Nebraska is home to about 2 million people, and it has a large senior population that accounts for over 16% of the population. It supports its aging population through over 200 nursing homes and skilled nursing facilities, as well as nearly 100 hospitals, including four that provide long-term care. Among its top-ranking hospitals are Nebraska Medical Center and Bryan Medical Center, both of which specialize in senior care.  

Nursing homes in Nebraska provide private and semiprivate rooms, three daily meals, social services, nursing services and most of the medical supplies and equipment residents need. On average, seniors in the state pay $7,194 per month for semiprivate accommodations. Private rooms are a little costlier at $7,931 monthly.   

This guide provides an overview of the cost of nursing home care in Nebraska and how it compares to fees in nearby states and other types of senior care. It outlines the state’s programs and agencies that can help seniors find alternatives to nursing home placement or options for covering costs. The guide also summarizes the rules and regulations that nursing homes in the state must comply with to maintain licensing.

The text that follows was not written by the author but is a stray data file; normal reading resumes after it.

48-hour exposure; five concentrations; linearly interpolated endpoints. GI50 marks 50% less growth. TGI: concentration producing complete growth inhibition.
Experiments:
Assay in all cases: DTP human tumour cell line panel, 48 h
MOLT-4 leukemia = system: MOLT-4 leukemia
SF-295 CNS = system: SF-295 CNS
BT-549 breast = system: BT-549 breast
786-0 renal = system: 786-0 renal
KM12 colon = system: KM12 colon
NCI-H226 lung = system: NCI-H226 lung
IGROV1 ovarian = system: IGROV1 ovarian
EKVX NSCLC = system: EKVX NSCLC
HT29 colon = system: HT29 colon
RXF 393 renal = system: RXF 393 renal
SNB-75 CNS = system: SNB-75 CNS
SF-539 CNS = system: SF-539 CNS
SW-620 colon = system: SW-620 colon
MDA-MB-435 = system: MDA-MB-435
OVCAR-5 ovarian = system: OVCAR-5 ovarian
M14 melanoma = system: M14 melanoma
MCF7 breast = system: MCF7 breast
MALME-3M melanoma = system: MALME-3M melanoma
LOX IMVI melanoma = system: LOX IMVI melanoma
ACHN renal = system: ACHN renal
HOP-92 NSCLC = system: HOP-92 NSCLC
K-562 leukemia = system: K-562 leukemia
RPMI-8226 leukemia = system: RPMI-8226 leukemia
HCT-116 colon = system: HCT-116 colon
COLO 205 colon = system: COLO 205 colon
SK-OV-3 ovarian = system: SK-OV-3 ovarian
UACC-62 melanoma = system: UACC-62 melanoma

The Cost of Nursing Home Care in Nebraska

According to the Genworth 2020 Cost of Care Survey, semiprivate rooms in nursing homes in Nebraska cost $7,194 per month, which is about 7% cheaper than the national average of $7,756. While this state is a relatively affordable option for this level of care, several of its bordering states have lower monthly fees. In Iowa, which borders on the east, seniors pay the lowest fees in the region of $6,570 per month. In Kansas, to the south of Nebraska, fees come in at $6,692, and in South Dakota, nursing home care costs $7,011 per month. Wyoming is the only neighboring state with higher care costs, with fees exceeding the national average at $8,258 per month.  




The United States


South Dakota







Nursing home fees vary depending on factors such as local living costs, amenities and service fee schedules. The most affordable city for nursing home care is Grand Island, where seniors pay approximately $6,608 monthly. In the capital city of Lincoln, fees are closer to the state median at $7,254, and in Omaha, the state’s most populous city, fees are the highest at $8,182 per month. Across state lines, local nursing home fees range widely. Manhattan, Kansas, which is about 70 miles south of Nebraska’s border, is one of the cheapest nearby cities at $5,735 monthly. In Sioux Falls, South Dakota, fees exceed Nebraska’s median at $7,650. Cheyenne, Wyoming, is one of the most expensive nearby cities at $8,547 per month.